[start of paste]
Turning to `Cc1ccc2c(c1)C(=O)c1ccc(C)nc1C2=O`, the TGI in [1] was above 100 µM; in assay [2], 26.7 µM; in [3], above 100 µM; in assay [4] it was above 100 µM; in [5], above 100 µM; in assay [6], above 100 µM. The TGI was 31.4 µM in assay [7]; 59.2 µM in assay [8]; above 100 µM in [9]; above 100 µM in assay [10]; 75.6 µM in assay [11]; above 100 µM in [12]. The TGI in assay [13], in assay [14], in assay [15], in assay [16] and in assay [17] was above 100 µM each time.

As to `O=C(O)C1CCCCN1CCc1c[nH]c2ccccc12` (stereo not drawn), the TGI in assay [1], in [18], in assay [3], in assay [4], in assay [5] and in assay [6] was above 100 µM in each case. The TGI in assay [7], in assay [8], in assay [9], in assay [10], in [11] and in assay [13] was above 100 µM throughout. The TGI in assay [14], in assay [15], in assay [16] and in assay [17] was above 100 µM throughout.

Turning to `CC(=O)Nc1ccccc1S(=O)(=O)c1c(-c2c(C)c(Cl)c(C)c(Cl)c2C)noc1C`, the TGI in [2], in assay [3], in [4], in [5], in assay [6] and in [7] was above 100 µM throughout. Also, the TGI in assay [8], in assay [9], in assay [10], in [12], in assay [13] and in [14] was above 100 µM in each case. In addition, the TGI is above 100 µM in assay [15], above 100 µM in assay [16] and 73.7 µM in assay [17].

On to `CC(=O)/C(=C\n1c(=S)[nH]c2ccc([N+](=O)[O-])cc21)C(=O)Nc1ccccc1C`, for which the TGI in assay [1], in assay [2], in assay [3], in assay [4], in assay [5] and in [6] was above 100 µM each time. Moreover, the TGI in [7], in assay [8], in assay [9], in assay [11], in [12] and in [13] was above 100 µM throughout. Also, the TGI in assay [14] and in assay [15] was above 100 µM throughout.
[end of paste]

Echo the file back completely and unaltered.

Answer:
Turning to `Cc1ccc2c(c1)C(=O)c1ccc(C)nc1C2=O`, the TGI in [1] was above 100 µM; in assay [2], 26.7 µM; in [3], above 100 µM; in assay [4] it was above 100 µM; in [5], above 100 µM; in assay [6], above 100 µM. The TGI was 31.4 µM in assay [7]; 59.2 µM in assay [8]; above 100 µM in [9]; above 100 µM in assay [10]; 75.6 µM in assay [11]; above 100 µM in [12]. The TGI in assay [13], in assay [14], in assay [15], in assay [16] and in assay [17] was above 100 µM each time.

As to `O=C(O)C1CCCCN1CCc1c[nH]c2ccccc12` (stereo not drawn), the TGI in assay [1], in [18], in assay [3], in assay [4], in assay [5] and in assay [6] was above 100 µM in each case. The TGI in assay [7], in assay [8], in assay [9], in assay [10], in [11] and in assay [13] was above 100 µM throughout. The TGI in assay [14], in assay [15], in assay [16] and in assay [17] was above 100 µM throughout.

Turning to `CC(=O)Nc1ccccc1S(=O)(=O)c1c(-c2c(C)c(Cl)c(C)c(Cl)c2C)noc1C`, the TGI in [2], in assay [3], in [4], in [5], in assay [6] and in [7] was above 100 µM throughout. Also, the TGI in assay [8], in assay [9], in assay [10], in [12], in assay [13] and in [14] was above 100 µM in each case. In addition, the TGI is above 100 µM in assay [15], above 100 µM in assay [16] and 73.7 µM in assay [17].

On to `CC(=O)/C(=C\n1c(=S)[nH]c2ccc([N+](=O)[O-])cc21)C(=O)Nc1ccccc1C`, for which the TGI in assay [1], in assay [2], in assay [3], in assay [4], in assay [5] and in [6] was above 100 µM each time. Moreover, the TGI in [7], in assay [8], in assay [9], in assay [11], in [12] and in [13] was above 100 µM throughout. Also, the TGI in assay [14] and in assay [15] was above 100 µM throughout.